Efforts at fixing the application fail and the everyone is frantic - there's no option: we have to roll back to the last known snapshot....from three weeks back!

There are howls of protest as this would reverse a lot of new functionality, as not everything is broken. However, why did everyone bunch up all the releases into one big software drop anyway?

Fingers get pointed and operations blame the developers for lack of testing and shoddy code. Developers blame operations for poor configuration management (it worked in dev after all!) and lack of in-depth application knowledge. This reinforces the barrier between the group to the point where operations are reluctant to update the live environment; limiting releases to 2-3 a year and weeks of testing. The developers are frustrated as they need to wait in line to deliver new code so decide to work around the operations team and start to work on their own AWS account, totally ungoverned.

Chaos ensues.

The result

The developers and operations team end up even further apart, not closer together. The environment is not documented or managed properly so its redeployment is in doubt. God help us if there's a scenario where the disaster recovery plan requires the entire environment to be rebuilt in another location. The developers are using a whole load of new applications (Elastic Beanstalk! Uhuru! OpenShift!)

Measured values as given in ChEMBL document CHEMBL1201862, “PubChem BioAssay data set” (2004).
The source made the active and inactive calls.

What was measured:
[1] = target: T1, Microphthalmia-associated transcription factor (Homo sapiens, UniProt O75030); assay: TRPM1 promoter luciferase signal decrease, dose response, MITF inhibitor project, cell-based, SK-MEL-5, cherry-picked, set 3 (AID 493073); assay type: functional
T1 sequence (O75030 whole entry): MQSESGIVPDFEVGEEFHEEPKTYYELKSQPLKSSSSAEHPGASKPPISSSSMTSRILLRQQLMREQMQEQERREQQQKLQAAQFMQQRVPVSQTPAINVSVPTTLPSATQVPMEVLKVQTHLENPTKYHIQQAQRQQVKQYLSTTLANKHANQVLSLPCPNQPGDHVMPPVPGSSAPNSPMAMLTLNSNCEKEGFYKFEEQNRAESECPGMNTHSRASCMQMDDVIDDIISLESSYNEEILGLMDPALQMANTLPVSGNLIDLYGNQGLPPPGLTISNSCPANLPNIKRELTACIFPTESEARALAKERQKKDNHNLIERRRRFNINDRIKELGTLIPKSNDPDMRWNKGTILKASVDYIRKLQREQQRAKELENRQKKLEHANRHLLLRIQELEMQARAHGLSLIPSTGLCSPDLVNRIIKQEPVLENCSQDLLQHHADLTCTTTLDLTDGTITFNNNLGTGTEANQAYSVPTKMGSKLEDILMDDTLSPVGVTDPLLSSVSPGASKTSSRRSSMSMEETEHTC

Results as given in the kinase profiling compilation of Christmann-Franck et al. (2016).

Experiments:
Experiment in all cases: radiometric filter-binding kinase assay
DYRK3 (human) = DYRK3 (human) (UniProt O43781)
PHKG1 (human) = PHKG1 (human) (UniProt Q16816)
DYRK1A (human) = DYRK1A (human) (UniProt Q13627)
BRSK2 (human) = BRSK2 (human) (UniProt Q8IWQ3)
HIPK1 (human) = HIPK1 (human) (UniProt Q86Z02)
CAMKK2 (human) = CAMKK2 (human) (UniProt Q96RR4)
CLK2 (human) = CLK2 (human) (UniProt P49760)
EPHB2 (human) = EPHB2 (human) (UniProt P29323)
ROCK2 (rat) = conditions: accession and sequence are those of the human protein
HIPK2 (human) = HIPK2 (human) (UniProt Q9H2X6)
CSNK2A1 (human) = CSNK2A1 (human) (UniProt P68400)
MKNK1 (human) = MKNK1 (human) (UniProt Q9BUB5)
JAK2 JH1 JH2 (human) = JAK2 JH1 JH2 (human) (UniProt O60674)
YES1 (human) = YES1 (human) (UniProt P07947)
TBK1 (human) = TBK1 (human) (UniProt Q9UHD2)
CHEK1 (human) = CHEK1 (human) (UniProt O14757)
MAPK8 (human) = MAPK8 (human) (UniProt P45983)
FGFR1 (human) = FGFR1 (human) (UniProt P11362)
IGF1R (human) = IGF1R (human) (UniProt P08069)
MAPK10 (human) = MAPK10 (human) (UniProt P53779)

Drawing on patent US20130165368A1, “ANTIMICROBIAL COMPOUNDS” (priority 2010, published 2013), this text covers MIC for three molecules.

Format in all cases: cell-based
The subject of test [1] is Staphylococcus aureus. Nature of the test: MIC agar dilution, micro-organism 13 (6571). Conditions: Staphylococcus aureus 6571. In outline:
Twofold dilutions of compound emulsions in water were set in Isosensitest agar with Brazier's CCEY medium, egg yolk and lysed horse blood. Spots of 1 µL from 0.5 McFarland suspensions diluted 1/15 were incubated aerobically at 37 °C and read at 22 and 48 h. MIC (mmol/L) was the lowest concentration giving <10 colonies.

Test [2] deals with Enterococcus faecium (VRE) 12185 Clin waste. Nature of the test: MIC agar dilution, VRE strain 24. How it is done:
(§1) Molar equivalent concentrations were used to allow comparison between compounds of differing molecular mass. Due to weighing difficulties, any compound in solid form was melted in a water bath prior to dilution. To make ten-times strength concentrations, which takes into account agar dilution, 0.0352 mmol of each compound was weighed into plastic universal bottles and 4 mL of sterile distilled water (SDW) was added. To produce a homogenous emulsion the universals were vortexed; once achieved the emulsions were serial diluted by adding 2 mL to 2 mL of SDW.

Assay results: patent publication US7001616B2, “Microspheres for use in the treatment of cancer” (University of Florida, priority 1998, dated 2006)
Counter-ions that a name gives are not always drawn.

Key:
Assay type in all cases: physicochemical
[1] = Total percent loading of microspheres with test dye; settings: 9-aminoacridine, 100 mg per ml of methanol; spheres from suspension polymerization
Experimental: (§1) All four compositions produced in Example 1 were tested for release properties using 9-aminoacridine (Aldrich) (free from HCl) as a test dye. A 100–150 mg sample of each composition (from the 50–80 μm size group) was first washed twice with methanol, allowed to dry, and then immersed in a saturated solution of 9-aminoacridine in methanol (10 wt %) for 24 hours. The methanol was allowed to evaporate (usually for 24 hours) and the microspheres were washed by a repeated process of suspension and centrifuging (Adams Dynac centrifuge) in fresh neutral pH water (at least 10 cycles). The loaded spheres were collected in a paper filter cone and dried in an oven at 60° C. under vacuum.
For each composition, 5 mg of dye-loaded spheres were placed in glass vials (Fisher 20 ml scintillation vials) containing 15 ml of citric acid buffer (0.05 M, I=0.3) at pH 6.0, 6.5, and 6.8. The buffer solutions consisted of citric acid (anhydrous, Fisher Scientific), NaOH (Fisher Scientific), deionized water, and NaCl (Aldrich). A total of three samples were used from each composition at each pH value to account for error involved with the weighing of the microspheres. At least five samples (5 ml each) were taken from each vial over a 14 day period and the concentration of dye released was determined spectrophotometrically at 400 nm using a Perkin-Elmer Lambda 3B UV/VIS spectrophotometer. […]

So what is 'DevOps'? 

Well, what I can confidently say is that DevOps is not whether we should choose Chef or Puppet as the configuration management tool - though yes, infrastructure as code dammit. Nor is it automated testing or some nifty tool that can deploy golden copies of your environment to a number of hosts. It isn't creating a framework for self-provisioning or better tracking of resource use. While the cloud is elastic and flexible, the humans working in it and their processes is anything but flexible I find. The humans are bottlenecks because there is a resistance to change, the process required is unclear and there's comfort in what we know already works, even if it works horribly, slowly.

Devops is about better communication and sharing. It is about challenging yourself, your team and your processes and always asking 'can we do things better, faster and safer?' It is not a role or a job title but a state of mind. You need to be inclusive, to be able to share information and good ideas. DevOps also cannot survive in a vacuum, no point in just one person believing it - the team needs to buy into it and ultimately, the business. 

Failing to achieve this will mean that the same old processes and issues kept repeating itself until the whole structure breaks down in front of you.